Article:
The Vote: Suffrage and Suppression in America


Designer: Tom Russell
Map Art: Donal Hegarty
Hex Number: 56
Players: 2
Solitaire Suitability: High
Theme: Politics
MSRP: $60.00

The Vote: Suffrage and Suppression in America is a game about voting rights in the United States in the late nineteenth and early twentieth centuries. One player, called Equality, advocates for the passage of two amendments to the constitution. The seventeenth amendment transforms the Senate into an elected body, while the nineteenth secures the rights of women to vote. The opposing player, called Supremacy, not only opposes this, but also seeks to entrench racist methods of voter suppression, intimidation, and discrimination — structures that will still be in place after the game ends and for decades longer. Equality's victory will be incomplete; it still remains incomplete today.

This game is something of a companion piece to the same designer's 2018 release, This Guilty Land. It shares many of the same mechanical features: Cards are dealt into and played from a face-up events display, with the function of the card depending upon its type rather than a one-off event. Once used, cards can be taken into a reserve, forming a sort of permanent hand that can be used to act and react. Cards are drawn and kept in reserve according to a player's organizational capacity, which is increased over the course of the game through play of an organization card.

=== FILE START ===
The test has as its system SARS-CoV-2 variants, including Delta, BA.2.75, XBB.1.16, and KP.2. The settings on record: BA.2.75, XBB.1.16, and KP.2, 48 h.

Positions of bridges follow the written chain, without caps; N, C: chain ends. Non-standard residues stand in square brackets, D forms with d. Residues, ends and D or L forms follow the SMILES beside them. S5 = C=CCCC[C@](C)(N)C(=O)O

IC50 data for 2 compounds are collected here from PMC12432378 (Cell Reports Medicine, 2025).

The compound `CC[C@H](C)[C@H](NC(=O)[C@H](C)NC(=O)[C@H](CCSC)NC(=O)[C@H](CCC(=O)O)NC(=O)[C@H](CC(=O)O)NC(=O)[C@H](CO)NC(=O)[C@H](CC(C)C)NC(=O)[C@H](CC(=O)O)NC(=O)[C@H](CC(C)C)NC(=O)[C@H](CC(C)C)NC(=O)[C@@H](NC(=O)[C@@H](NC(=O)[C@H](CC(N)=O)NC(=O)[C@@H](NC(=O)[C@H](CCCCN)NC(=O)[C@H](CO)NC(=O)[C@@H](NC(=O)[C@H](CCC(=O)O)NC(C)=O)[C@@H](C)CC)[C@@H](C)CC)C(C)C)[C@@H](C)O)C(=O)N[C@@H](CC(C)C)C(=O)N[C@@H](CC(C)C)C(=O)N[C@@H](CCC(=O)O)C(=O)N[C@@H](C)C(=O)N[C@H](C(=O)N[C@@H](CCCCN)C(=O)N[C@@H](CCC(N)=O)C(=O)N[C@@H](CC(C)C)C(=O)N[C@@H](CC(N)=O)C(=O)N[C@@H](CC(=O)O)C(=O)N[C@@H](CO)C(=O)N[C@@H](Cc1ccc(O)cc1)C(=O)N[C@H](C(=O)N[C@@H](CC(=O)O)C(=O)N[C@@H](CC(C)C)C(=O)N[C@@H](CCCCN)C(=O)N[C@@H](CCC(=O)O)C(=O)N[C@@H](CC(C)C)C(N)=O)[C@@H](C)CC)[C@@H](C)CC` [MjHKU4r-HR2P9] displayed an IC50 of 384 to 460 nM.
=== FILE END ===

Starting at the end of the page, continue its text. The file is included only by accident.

Special attention is paid this time around to the tension between federal and state politics. It is through legislative victories at the local level that Equality will make passage of its amendments inevitable. Supremacy not only will attempt to oppose these gains, but can even reverse them through judicious intervention of state and federal courts. Two elements that separate this game from its predecessor are the presence of passive abilities that trigger when a card in reserve remains face-up at the end of a turn, and the use of region cards to perform free "bonus" actions.

If This Guilty Land was about systems that broke in the face of a clear moral evil, then The Vote sees those same systems functioning as intended. Equality can achieve its aims within the system, but so can Supremacy, making the game one of both triumphs and failures.

  • 17" x 22" mapsheet
  • 88 counters
  • 36 cards
  • 24 wooden discs
  • 12-page rulebook
  • 16-page playbook